De­fy­ing grav­ity

Down to Earth - - RIVER INTERLINKING -

re­quires trans­port­ing river wa­ter against grav­ity. This is the rea­son Na­tional Wa­ter Devel­op­ment Agency dropped the project from its pro­posed Na­tional River Link­ing Project, which in it­self is con­tro­ver­sial.

A white ele­phant

The main prob­lem in­volved in trans­port­ing wa­ter against grav­ity is that it re­quires an im­prac­ti­cal amount of power. For in­stance, the

432-crore Nar­mada-Kshipra link re­quires wa­ter to be trans­ported from Sis­lia reser­voir in the plains of the Nar­mada to Mudla,lo­cated at a height of 400 me­tres.For this,the project em­ploys a 1.82 me­tre-wide,48 km-long pipe­line.As per ini­tial es­ti­mates of Nar­mada Val­ley Devel­op­ment Author­ity (nvda), which is im­ple­ment­ing the river-link project, at least 27.5 MW of elec­tric­ity is re­quired to lift 430 mil­lion litres per day (mld) of wa­ter. This will cost 119 crore an­nu­ally—over one-fourth of the cost of the project’s con­struc­tion. The daily cost of pump­ing would be 32 lakh,which trans­lates into 9 per kilo­litre. Ra­jnish Vaish, prin­ci­pal sec­re­tary of nvda, told Down To Earth (dte) that wa­ter for do­mes­tic use will be pro­vided to mu­nic­i­pal­i­ties at 15-`17 per kilo­litre. It is on a par with the tar­iff paid by nearby In­dore city.

Es­ti­mates by Bar­wani-based non-profit Man­than Ad­hyayan Ken­dra, how­ever, show that if other op­er­a­tion and main­te­nance costs and losses in tran­sit are con­sid­ered, the wa­ter tar­iff could go up to 50 per kilo­litre—5-10 times the price that ur­ban con­sumers else­where in In­dia pay.Whether peo­ple can af­ford this wa­ter is not yet clear.

Sim­i­lar mis­giv­ings have been ex­pressed re­gard­ing ac­ces­si­bil­ity of wa­ter for ir­ri­ga­tion. Vaish says wa­ter for ir­ri­ga­tion would be pro­vided at 10,000 per ha an­nu­ally,but only for mi­cro-ir­ri­ga­tion.A pre-paid wa­ter me­ter­ing sys­tem will en­sure that farm­ers do not waste wa­ter, he says. Ac­tivists work­ing with farm­ers, how­ever, are not con­vinced. “Pre-paid me­ter­ing is the most ef­fec­tive ruse for deny­ing wa­ter to the poor. Such schemes have failed in Africa and Bangladesh be­cause peo­ple could not pay,”says Chin­may Mishra of fea­tures agency Sar­vo­daya Press, who has been writ­ing on Nar­mada-re­lated is­sues. Mishra and sev­eral other ac­tivists fear that nvda may di­vert wa­ter from the project to in­dus­tries and ur­ban ar­eas, mainly those along the pro­posed Delhi-Mumbai Industrial Cor­ri­dor.Their con­tention is jus­ti­fied. While nvda is yet to sup­ply drink­ing wa­ter to ben­e­fi­ciary vil­lages,it has al­ready di­verted 90 mld of wa­ter from the Nar­madaK­shipra link to Pitham­pur industrial es­tate in Dhar dis­trict.This was not part of the orig­i­nal plan.Project in-charge M S Ajnare told dte that nvda is not sup­ply­ing wa­ter to ben­e­fi­ciary vil­lages as the in­fra­struc­ture is not ready. He could not pro­vide a time limit by when the vil­lages would get wa­ter.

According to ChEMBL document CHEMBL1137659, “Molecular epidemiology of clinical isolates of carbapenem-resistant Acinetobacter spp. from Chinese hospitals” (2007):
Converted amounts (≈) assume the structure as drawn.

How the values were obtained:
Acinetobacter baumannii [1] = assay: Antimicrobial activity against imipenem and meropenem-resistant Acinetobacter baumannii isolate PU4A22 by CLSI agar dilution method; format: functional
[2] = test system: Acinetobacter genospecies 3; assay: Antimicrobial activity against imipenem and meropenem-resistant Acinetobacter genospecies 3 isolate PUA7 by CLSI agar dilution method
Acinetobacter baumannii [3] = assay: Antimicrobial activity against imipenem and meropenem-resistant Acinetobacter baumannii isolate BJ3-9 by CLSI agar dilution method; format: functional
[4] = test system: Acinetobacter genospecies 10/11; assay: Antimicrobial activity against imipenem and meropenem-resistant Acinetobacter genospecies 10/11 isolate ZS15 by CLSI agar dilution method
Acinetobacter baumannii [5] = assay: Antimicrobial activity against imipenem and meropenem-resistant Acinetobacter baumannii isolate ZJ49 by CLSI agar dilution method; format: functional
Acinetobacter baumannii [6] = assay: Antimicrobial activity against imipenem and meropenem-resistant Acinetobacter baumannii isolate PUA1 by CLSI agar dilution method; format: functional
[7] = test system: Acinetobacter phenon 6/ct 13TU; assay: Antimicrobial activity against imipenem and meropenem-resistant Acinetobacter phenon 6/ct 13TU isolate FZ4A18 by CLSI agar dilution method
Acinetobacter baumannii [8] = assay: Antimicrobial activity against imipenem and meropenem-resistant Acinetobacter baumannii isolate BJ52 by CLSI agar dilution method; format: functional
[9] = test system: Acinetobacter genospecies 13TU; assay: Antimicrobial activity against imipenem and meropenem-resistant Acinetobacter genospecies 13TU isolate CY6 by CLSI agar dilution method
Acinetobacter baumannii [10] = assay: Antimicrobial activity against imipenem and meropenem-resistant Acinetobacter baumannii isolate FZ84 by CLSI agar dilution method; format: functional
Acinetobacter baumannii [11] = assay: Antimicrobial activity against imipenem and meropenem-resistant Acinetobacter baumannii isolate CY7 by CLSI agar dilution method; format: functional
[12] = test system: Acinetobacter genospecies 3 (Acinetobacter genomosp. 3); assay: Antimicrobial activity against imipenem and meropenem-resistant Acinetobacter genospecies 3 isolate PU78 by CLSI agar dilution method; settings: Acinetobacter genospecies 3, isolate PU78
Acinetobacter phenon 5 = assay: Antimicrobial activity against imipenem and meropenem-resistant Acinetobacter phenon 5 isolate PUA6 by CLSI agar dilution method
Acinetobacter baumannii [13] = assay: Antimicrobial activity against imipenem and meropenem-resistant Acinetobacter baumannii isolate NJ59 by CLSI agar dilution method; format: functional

Mean­while, des­per­ate farm­ers have started lift­ing wa­ter from the Kshipra for ir­ri­ga­tion. “All along its 200 km route, the Kshipra is rid­dled with un­der­ground pipe­lines laid by wa­ter-starved farm­ers who rou­tinely lift wa­ter from check-dams,” says Shashikant Awasthi of Kshipra Pu­narpravah Ab­hiyan, work­ing to re­store flow of the river. Dangi says Mudla got wa­ter only af­ter farm­ers forced nvda to pro­vide for ir­ri­ga­tion.

The Nar­mada-Kshipra link has also led to con­flicts in the re­gion.Omkaresh­war dam on the Nar­mada was orig­i­nally meant to ben­e­fit farm­ers in the Ni­mar plains. But now its wa­ter has been di­verted to Malwa plateau via Sis­lia reser­voir (see ‘De­fy­ing grav­ity’). Early this year,farm­ers from Ni­mar filed a pe­ti­tion with the In­dore Bench of Mad­hya Pradesh High Court,de­mand­ing a stay on in­au­gu­ra­tion of the link.In its ver­dict,the court faulted nvda for chang­ing the dam’s com­mand area to in­clude Malwa.“This could mark the be­gin­ning of an in­ter-re­gional wa­ter con­flict in the state,” says Rehmat bhai of Man­than Ad­hyayan Ken­dra. Link­ing the Nar­mada with the Gamb­hir needs di­vert­ing wa­ter from Ma­hesh­war dam,while the Kali Sindh and Par­vati links will tap Indira Sa­gar dam.

Al­ter­na­tives ig­nored

nvda has two ex­pla­na­tions for un­der­tak­ing the Nar­mada-Malwa river-link project. First, there is no other way to re­vive the arid Malwa. Sec­ond, it is the only way nvda can use up its share of 18.25 mil­lion acre feet (22.5 mil­lion cu­bic me­tres) of Nar­mada wa­ter by 2025, as awarded by the Nar­mada Wa­ter Dis­putes Tri­bunal (nwdt). Af­ter 2025,nwdt will re­dis­tribute the un­used wa­ter among the other Nar­mada basin states.

Rehmat bhai says, “The project is be­ing pushed at the cost of Ni­mar plains,which re­ceives lower an­nual rain­fall than Malwa.The share of wa­ter al­lot­ted could be utilised by ful­fill­ing Ni­mar’s needs.” Chief Min­is­ter Shivraj Singh Chouhan has stated sev­eral times that 700,000 mi­cro-wa­ter re­tain­ing struc­tures have been con­structed all over the state dur­ing his ten­ure. dte’s re­portage shows such struc­tures have im­proved con­di­tions of wa­ter-starved De­was dis­trict (see ‘Penny Fool­ish, Pond Wise’, Jan­uary 16-31, 2012).Ac­tivists say the gov­ern­ment can pro­mote sim­i­lar struc­tures to re­vive Malwa.

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